Disabled Arun councillor ‘excluded’ from in-person meetings

Two disabled councillors have criticised the government for not extending the rules allowing them to attend meetings virtually.

Tuesday, 3rd August 2021, 5:06 pm
Councillors Amanda Worne and Claire Needs

Former Arun District Council chair Amanda Worne (Lib Dem, Yapton) wrote to the Prime Minister in April to urge the government to allow virtual council meetings to continue.

Now, as a result of virtual meetings coming to an end, her fellow Lib Dem councillor Claire Needs (Aldwick West) has become ‘excluded’ from ADC meetings.

Ms Needs has cerebral palsy and cannot attend in-person meetings because her care home only allows her to mix with four close contacts.

Local authorities like ADC turned to Zoom to host meetings throughout the pandemic which meant Ms Needs could attend without issue.

But emergency legislation which allowed meetings to take place virtually expired on May 7 and the High Court has since ruled that they must take place in person.

Ms Worne says this decision effectively ‘discriminates’ against some councillors with disabilities or long-term conditions.

She said: “Claire lives in a care home in Bognor Regis. Because of this and because they have to adopt a much stricter Covid policy as there’s a lot of them living together, she is not able to attend meetings physically.

“She is absolutely distraught because she is passionate about serving her community, she has been able to do so really competently but from the safety of her own room. Then all of a sudden that has been stripped from her.

She continued: “I had to sub for her at a meeting we just had because she couldn’t go in.

“When, like Claire, you have so much taken out of your hands anyway, why exacerbate her situation and make it even worse by taking something unnecessarily out of her hands?”

Around 16 per cent of councillors had a long-term health problem or disability which limited their daily activities according to the 2018 Local Government Association councillor census.

Luke Hall, minister for regional growth and local government, has since responded to Ms Worne’s letter saying that emergency legislation ‘was not possible’.

He wrote: “The government concluded it was not possible to bring forward emergency legislation on this issue.

“At that time, legislation was pending arising from an application by Hertfordshire County Council , the Association of Democratic Service Officers, and Lawyers in Local Government, seeking a High Court declaration on whether the Local Government Act 1972 could be interpreted to include remote meetings.”

“The Secretary of State supported the claim and agreed there was a case to be heard as the Local Government Act was passed by Parliament in a different age of technology.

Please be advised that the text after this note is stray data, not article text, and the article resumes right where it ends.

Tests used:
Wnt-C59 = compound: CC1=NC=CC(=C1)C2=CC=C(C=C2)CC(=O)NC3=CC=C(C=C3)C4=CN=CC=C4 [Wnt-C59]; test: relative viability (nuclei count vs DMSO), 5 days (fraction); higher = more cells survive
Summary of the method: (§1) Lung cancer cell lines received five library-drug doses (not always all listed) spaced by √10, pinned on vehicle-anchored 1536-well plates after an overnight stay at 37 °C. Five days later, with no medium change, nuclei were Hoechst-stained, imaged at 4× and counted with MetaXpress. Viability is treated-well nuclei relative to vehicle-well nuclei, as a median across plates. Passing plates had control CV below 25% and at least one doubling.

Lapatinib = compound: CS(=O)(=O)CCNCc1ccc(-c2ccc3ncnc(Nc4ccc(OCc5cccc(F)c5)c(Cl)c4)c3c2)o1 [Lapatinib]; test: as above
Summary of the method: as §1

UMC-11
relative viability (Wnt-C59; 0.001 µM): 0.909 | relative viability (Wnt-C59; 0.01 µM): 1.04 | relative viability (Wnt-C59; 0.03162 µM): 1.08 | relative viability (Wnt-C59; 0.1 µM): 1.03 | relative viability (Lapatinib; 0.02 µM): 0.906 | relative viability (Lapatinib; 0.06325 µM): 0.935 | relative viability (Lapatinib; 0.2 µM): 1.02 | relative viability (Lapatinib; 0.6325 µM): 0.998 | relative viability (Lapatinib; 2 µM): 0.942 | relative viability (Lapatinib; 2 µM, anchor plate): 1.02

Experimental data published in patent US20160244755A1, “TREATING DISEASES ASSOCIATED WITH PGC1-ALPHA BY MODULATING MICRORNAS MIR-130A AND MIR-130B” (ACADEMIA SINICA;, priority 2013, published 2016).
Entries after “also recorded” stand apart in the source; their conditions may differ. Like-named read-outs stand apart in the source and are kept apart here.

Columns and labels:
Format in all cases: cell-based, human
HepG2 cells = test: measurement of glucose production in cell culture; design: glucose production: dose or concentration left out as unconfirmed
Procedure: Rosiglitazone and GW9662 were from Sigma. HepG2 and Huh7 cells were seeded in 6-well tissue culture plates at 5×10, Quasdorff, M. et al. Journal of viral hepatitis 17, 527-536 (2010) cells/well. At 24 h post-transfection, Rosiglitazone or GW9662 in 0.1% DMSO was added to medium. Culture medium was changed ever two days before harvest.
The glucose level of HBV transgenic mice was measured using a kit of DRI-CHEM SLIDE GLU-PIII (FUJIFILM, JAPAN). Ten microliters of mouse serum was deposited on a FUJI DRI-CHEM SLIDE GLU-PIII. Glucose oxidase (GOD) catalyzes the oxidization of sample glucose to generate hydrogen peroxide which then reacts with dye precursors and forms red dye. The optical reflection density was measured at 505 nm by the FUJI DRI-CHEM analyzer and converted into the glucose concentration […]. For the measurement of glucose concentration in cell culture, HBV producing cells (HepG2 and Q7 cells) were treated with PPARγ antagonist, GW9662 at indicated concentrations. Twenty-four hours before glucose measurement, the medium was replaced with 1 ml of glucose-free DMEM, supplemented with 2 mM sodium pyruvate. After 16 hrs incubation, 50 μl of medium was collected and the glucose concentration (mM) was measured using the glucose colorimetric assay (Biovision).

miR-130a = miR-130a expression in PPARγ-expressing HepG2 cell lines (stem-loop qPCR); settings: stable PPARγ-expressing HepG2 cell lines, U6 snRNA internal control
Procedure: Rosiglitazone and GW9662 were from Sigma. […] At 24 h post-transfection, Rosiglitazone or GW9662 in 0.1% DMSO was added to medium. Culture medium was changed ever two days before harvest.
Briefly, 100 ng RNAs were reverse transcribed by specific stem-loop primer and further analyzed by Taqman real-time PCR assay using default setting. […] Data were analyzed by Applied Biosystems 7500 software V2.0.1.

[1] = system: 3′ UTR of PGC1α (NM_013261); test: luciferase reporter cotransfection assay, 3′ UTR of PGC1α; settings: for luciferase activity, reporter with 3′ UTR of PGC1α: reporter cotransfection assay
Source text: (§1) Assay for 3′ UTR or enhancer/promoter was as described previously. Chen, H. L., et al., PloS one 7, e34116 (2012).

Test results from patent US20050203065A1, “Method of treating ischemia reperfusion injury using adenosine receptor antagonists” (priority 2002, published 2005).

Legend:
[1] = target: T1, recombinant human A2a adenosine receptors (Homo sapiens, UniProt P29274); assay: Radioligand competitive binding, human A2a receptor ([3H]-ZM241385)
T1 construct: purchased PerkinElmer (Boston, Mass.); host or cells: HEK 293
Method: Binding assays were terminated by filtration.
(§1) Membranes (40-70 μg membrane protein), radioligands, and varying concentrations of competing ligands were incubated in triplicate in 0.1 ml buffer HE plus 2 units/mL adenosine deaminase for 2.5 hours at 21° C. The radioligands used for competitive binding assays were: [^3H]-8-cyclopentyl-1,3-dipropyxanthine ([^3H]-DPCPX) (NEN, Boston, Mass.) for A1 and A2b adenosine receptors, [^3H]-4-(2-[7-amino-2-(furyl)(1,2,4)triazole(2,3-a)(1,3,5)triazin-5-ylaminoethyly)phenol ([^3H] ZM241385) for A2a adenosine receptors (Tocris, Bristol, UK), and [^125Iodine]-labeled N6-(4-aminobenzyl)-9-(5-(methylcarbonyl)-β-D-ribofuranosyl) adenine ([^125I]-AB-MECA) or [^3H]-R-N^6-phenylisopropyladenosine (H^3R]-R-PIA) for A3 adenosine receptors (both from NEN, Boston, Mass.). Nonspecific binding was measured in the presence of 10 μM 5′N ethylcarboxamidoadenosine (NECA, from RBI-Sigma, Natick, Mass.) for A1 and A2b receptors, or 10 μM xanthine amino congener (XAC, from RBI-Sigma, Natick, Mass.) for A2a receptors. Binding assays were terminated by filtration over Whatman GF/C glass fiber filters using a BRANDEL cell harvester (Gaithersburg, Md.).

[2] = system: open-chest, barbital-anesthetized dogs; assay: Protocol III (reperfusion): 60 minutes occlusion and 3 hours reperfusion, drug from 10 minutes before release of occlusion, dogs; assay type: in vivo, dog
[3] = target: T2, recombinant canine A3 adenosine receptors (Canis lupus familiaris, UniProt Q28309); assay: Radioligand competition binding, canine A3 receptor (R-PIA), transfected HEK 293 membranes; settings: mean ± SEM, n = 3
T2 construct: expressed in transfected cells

“However, the High Court judgement handed down on 27 April 2021 was that the Local Government Act 1972 specifies that council meetings must take place in person at a single, specified  geographical location and being “present” at such a meeting involves physical presence at that location.”

The minister recognised ‘continuing concerns’ over face-to-face meetings and recommended that local authorities hold them virtually if they are ‘informal’ or ‘non-statutory’.

Ms Worne called the response ‘unacceptable’ and ‘too little too late’ and she is currently drafting a further letter to Mr Hall.

She said: “It’s not acceptable that central government has hybrid meetings so members of Parliament can still meet from home or attend in person.

“Most of the members of Parliament are quite privileged people – they don’t suffer from disabilities, they don’t have the challenges a lot of people suffer with in everyday life. Yet they’re still being treated better than the average person and people with disabilities.”

A wheelchair user herself, Ms Worne said that being able to attend virtual meetings during the pandemic was ‘a lifeline’.

She said: “I was chair of ADC through the main part of the pandemic last year and I’m a wheelchair user myself. Being able to do the meetings virtually was a lifeline.

“Before I even leave the house in the morning, I have an hour-long routine with my bowels.”

She said that holding hybrid or virtual meetings could give councillors with long-term health conditions the choice to work from home if they needed to.

She added: “It gives you a bit of freedom when you have had so much taken away. You can say ‘Actually, today I’m not up to going into the office but I can do it from home’.

“We shouldn’t solely be working from home, it’s still good and healthy to interact with other people, but it’s having that choice taken away completely. It’s about choices.

“Even though figures are going up, all restrictions have been lifted. But something that would give us a little bit of security and safety, they have taken away from us.

“Covid hasn’t gone away. What happens if you have to isolate? You can’t go to the meetings.”

A government consultation to explore the possibility of permanent virtual meetings for local authorities began in March.

A report has yet to be released but one upper tier authority said virtual meetings had saved it £6,000 a month in travel expenses.

According to the consultation ‘many local authorities’ referred to the benefits of remote meetings for disabled members but also noted that such meetings could pose ‘additional difficulties’ for members with hearing or visual impairments.

A survey by the LGA also revealed that 83 per cent of 243 English councils would hold online or hybrid meetings post-pandemic if they had the power to do so.

This comes as Bognor Regis town councillors voiced support for the option to attend meetings remotely.